Get more details from Finch, Pruyn's web site.

Atlas Holdings is a diversified private investment firm whose ownership includes Forest Resources LLC which reportedly owns four paper mills and nine packaging plants. Based on their web site, it looks like Atlas has been a very aggressive buyer in the past year. --Brian

Potlatch to Sell it's Hybrid Poplar Plantations

The following was extracted from Potlatch's news release. --Brian
"Potlatch Corporation (NYSE:PCH), a real estate investment trust (REIT), has announced the sale of the company's 17,000-acre hybrid poplar tree farm in Boardman, Oregon, to a private-equity tree-farm investment fund for $65 million. A definitive purchase agreement was signed today and closing is expected during the second quarter of 2007. ...
This 17,000-acre property is certified under the stringent forest practices guidelines of the Forest Stewardship Council (FSC), along with the remaining 1.5 million acres under Potlatch ownership. Development of the unique Boardman plantation was started in 1992 to supplement Potlatch's fiber needs...
"After spending the past year evaluating the best path forward, and meeting with a number of interested poplar-focused operators, we are pleased to have reached an agreement with a global leader in the hybrid poplar industry who we believe is better positioned to deliver greater value from the operation," said Chairman, President and CEO Michael J. Covey." Read the entire news release.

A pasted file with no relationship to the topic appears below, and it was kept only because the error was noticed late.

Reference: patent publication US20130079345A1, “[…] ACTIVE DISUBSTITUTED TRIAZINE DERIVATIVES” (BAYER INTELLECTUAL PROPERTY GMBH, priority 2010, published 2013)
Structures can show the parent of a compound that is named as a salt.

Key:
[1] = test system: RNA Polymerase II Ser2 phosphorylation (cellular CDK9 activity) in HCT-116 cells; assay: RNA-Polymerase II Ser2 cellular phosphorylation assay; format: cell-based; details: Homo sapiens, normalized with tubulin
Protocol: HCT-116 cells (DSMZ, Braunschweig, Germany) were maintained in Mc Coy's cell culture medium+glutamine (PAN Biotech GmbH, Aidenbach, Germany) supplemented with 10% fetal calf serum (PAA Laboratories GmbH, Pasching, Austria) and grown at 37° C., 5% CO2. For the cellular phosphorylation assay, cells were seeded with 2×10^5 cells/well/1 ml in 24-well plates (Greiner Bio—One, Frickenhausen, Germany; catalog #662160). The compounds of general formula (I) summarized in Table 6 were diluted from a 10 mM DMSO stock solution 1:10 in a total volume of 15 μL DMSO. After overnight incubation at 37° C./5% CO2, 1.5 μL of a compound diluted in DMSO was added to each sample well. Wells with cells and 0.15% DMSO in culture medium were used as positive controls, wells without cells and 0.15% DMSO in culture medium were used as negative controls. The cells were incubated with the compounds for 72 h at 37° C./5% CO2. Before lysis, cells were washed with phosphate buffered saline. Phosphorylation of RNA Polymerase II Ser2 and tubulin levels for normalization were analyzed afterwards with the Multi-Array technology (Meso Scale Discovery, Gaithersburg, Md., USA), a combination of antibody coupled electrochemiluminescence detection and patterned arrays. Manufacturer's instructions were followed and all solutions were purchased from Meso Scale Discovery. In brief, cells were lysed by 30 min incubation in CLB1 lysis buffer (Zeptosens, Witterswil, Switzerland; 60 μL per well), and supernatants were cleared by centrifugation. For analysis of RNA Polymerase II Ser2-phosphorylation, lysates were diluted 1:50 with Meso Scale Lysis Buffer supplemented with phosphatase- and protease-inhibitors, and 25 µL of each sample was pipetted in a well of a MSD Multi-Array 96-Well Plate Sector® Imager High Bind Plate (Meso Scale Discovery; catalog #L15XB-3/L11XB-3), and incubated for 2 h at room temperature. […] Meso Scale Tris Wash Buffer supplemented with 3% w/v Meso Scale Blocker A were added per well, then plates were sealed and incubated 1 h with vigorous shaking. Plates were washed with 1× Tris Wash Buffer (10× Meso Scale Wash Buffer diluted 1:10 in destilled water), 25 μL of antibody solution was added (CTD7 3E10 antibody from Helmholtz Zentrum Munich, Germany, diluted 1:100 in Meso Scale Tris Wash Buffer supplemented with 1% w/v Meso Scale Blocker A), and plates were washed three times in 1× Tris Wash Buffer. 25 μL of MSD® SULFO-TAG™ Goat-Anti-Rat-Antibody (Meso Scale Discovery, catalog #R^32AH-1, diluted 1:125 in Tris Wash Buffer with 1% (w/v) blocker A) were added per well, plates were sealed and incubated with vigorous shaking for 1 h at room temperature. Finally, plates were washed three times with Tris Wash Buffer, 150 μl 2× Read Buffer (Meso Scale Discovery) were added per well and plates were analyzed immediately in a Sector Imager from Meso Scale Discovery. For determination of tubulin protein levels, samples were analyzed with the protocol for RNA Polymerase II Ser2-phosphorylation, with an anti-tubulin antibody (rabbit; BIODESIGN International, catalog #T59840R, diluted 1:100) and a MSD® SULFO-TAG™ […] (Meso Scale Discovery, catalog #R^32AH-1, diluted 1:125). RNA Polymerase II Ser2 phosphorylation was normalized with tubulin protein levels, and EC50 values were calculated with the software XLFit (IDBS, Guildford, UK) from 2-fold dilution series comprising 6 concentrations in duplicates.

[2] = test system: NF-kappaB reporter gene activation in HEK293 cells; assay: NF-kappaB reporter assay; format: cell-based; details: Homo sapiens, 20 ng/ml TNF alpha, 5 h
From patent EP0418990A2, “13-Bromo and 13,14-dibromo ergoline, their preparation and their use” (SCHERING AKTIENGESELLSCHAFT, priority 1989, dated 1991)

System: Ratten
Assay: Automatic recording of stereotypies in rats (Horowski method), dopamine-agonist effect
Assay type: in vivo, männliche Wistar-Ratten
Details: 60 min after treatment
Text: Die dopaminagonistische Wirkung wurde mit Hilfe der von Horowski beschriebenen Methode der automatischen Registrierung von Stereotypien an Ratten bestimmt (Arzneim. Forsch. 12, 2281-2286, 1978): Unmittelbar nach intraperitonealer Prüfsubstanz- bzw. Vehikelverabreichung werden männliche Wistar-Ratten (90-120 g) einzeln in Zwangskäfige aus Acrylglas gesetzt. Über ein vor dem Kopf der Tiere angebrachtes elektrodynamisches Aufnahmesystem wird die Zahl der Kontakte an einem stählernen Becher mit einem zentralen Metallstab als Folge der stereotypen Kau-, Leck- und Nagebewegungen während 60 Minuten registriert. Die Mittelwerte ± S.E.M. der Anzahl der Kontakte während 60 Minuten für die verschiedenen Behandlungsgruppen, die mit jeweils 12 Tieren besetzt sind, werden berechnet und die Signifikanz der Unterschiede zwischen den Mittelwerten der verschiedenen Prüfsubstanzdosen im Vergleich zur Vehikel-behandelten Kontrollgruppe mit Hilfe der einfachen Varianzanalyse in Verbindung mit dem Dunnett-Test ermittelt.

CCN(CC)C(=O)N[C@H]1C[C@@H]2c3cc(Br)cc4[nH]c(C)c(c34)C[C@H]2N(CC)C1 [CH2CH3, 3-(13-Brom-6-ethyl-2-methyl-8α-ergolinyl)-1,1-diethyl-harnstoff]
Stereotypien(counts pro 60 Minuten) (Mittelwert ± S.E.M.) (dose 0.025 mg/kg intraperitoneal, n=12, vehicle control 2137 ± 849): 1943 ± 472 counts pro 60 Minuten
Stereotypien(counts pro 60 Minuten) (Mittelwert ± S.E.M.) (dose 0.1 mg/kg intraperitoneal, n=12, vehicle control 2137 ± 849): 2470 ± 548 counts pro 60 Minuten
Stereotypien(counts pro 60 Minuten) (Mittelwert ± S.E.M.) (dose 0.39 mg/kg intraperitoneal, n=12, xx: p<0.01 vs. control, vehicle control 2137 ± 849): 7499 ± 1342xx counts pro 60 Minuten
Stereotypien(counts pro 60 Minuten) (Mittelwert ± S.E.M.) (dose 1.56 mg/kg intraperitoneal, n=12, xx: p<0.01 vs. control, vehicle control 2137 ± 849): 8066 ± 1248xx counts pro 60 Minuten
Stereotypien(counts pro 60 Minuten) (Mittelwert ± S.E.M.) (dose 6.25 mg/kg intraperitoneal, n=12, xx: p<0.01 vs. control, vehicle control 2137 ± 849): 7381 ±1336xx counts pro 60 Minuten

Sunday, April 1, 2007

Ethanol from Trees, Not Corn!

Before I start on the corn rant again, there are a couple of recent articles that I found interesting. The first is kind of a summary, from an investor/financial perspective, of the shifting ownership from industry to investors that was done by Laura Mandaro with MarketWatch. See "For-sale signs pop up on U.S. timberlands". Some interesting facts.

For an update on what is happening in the State of Washington, click here. The focus is on the loss of timberland to development. There are references to Hancock, Weyerhaeuser, Port Blakely, UW and the Forest Service.

On Feb.3, disappointed with President Bush's push for corn ethanol, I wrote "Perhaps soon a President will wake up to the fact that he/she has a nation with forests capable of providing ethanol (and other forms of fuel) and a very capable research team already in place that is capable of making it happen". I doubt that Dubya spends much time reading blogs but I am certainly glad that he woke up and is now making research commitments to "cellulosic" ethanol!